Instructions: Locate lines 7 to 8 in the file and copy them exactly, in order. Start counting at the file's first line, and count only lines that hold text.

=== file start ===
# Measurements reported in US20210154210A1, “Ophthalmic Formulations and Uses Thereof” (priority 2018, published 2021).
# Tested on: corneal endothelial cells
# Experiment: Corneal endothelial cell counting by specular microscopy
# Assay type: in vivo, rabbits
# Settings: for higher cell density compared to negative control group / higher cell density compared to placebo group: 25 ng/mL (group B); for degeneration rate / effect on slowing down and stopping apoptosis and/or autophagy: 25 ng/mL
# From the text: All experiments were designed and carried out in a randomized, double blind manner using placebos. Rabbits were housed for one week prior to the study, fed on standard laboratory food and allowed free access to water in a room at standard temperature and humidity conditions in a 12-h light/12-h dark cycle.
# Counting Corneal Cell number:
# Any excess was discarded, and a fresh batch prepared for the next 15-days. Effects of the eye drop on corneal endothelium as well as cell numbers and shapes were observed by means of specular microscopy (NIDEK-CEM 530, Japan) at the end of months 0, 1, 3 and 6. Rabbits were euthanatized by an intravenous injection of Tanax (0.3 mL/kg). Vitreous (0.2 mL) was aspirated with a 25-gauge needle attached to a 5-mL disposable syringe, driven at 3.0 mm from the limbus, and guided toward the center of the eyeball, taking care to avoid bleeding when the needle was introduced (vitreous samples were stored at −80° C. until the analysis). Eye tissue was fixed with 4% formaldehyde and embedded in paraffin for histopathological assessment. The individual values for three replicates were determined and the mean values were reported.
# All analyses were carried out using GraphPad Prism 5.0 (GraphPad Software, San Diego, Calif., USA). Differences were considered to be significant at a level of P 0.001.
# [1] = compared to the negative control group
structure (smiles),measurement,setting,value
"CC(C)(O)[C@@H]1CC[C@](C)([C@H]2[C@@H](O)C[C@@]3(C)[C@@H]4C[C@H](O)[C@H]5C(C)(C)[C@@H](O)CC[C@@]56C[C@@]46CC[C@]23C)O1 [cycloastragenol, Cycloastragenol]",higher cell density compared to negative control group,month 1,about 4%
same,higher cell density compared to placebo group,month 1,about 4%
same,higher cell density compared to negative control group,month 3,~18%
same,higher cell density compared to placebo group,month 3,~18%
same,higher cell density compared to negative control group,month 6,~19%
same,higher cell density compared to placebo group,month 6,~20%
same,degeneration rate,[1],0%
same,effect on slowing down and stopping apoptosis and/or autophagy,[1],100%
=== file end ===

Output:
# Counting Corneal Cell number:
# Any excess was discarded, and a fresh batch prepared for the next 15-days. Effects of the eye drop on corneal endothelium as well as cell numbers and shapes were observed by means of specular microscopy (NIDEK-CEM 530, Japan) at the end of months 0, 1, 3 and 6. Rabbits were euthanatized by an intravenous injection of Tanax (0.3 mL/kg). Vitreous (0.2 mL) was aspirated with a 25-gauge needle attached to a 5-mL disposable syringe, driven at 3.0 mm from the limbus, and guided toward the center of the eyeball, taking care to avoid bleeding when the needle was introduced (vitreous samples were stored at −80° C. until the analysis). Eye tissue was fixed with 4% formaldehyde and embedded in paraffin for histopathological assessment. The individual values for three replicates were determined and the mean values were reported.